Frailty, generally described as the loss of reserve capacity across organ systems and high susceptibility to stressors, has been a growing concept in the literature over the past two decades. Though not fully understood, its pathophysiology is marked by chronic inflammation, compromised immunity, neuroendocrine and metabolic dysregulations, with contributing psychosocial factors [12]. The frailty syndrome has been correlated with higher mortality, falls, and hospitalizations [10]. Sarcopenia, first described as the loss of skeletal muscle mass, has evolved to incorporate cellular processes and outcomes such as decreased muscle strength, diminished mobility and function; it has also been associated with heightened risk of adverse events [13]. Though not inclusive of the psychosocial component of the frailty syndrome, phenotypically the two are similar and arguments to utilize sarcopenia in research and clinically are proliferating in the literature [14 and 15].
Two leading models to measure frailty are deficit accumulation and the frailty phenotype. Deficit accumulation, popularized by Mitnitski et al. [16] outlines the consequences of frailty in terms of illness and impairments in physical function, lifestyle, and cognition. Fried’s frailty phenotype standardizes the definition via biometric and self-reported variables including weight loss, grip strength, and activity level [10]. Akin to frailty, there is no agreed upon operational definition of sarcopenia; but most research protocols utilize quantitative methods such as muscle area on MR or CT, DXA, or bioelectrical impedance. Surgeons typically have the additional resource of abdominal imaging for pre-operative planning which can be used to incorporate assessment of muscle mass into routine evaluation. A recent review of biomarkers by the International Working Group on Sarcopenia, though, recommends adopting a comprehensive operational definition of the conceptgauging physical functioning of muscle above simply measuring mass [17].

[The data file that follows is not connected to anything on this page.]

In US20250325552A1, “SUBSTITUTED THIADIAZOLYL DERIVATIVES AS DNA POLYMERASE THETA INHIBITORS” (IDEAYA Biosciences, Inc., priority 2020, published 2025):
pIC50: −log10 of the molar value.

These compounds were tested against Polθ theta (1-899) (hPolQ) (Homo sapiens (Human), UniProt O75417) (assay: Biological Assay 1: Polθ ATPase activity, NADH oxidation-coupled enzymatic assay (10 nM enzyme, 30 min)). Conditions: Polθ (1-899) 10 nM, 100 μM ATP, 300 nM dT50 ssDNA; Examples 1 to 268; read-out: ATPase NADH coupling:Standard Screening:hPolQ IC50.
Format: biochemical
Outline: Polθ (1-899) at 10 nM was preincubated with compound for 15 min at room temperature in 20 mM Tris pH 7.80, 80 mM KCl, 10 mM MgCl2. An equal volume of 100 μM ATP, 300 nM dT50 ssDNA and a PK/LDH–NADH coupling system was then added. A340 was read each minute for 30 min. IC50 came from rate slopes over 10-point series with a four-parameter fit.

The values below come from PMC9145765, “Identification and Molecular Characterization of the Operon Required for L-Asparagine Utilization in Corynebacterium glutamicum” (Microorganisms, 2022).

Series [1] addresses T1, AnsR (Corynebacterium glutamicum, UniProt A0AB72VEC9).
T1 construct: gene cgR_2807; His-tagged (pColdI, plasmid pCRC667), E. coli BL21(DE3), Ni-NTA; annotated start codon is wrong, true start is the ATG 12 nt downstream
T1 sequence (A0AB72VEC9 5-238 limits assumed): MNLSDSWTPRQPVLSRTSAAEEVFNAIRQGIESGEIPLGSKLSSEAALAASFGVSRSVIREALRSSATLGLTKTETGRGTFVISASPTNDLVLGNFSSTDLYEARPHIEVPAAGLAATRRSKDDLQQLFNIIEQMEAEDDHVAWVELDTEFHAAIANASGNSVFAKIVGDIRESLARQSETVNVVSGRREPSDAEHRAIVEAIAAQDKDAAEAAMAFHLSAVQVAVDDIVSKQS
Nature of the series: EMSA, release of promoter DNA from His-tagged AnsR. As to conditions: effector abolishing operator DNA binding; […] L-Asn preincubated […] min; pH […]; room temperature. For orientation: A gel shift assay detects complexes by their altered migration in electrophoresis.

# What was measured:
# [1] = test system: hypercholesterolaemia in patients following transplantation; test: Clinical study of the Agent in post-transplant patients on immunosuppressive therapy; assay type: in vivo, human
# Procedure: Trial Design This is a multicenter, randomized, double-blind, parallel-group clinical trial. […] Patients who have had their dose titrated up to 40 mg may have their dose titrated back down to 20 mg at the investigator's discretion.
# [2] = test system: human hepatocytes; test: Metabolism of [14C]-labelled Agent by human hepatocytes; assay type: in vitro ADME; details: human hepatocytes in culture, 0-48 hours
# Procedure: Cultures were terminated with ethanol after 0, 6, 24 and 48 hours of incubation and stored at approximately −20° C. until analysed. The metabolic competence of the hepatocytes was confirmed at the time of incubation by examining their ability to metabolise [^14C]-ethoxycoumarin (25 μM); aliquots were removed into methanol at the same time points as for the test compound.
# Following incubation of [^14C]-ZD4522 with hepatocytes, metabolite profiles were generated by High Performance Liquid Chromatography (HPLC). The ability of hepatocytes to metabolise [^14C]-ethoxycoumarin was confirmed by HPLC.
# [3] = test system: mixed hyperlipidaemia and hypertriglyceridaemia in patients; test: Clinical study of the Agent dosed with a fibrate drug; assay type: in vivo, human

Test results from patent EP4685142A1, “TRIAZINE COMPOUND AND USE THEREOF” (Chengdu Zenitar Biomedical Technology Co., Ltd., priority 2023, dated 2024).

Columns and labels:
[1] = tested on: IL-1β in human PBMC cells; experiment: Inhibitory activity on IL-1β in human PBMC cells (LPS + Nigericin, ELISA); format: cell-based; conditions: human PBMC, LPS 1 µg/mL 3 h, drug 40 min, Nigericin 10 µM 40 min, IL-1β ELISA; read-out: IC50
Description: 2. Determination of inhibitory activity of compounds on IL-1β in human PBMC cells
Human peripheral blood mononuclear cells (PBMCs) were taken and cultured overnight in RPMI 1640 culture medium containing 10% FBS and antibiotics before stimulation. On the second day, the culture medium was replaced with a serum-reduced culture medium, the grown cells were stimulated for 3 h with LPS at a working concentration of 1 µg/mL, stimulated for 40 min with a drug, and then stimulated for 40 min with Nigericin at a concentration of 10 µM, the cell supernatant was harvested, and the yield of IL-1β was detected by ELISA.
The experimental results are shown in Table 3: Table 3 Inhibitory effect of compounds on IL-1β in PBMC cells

Though more frequent in older adults, deconditioning is not synonymous with aging, it may also be a consequence of chronic disease. As seen in patients with cirrhosis awaiting liver transplantation (LT), the debilitating condition may also be the reason for operative intervention. Resulting from altered protein metabolism, poor nutritional intake due to factors including ascites and encephalopathy, as well as sedentary lifestyle partly attributed to the rigors of the disease, frailty and sarcopenia are common in those with end stage liver disease. In a single center study of those undergoing LT evaluation, 40% were sarcopenic, correlating with heightened mortality on multivariate analysis (HR 2.18 p= 0.006); another transplant center determined 17% of their studied evaluations to be frail and at increased risk of waitlist mortality independent of their model for end-stage liver disease (MELD) score (HR 1.45, p= 0.03) [18 and 19]. While disease burden is a significant contributor to frailty in the liver transplant population, a growing number of older adults are also undergoing transplant procedures. Between 2002 and 2015 the share of transplanted patients over the age of 64 more than doubled from to 6.8 to 17.4% (Figure 1).
Challenged with organ demand far outstripping supply and implementation of MELD system in 2002, LT patients tend to become more deconditioned while waiting for a viable organ to be offered. Transplant programs must balance equity with selecting the patients who are going to achieve the best outcomes with this precious resource.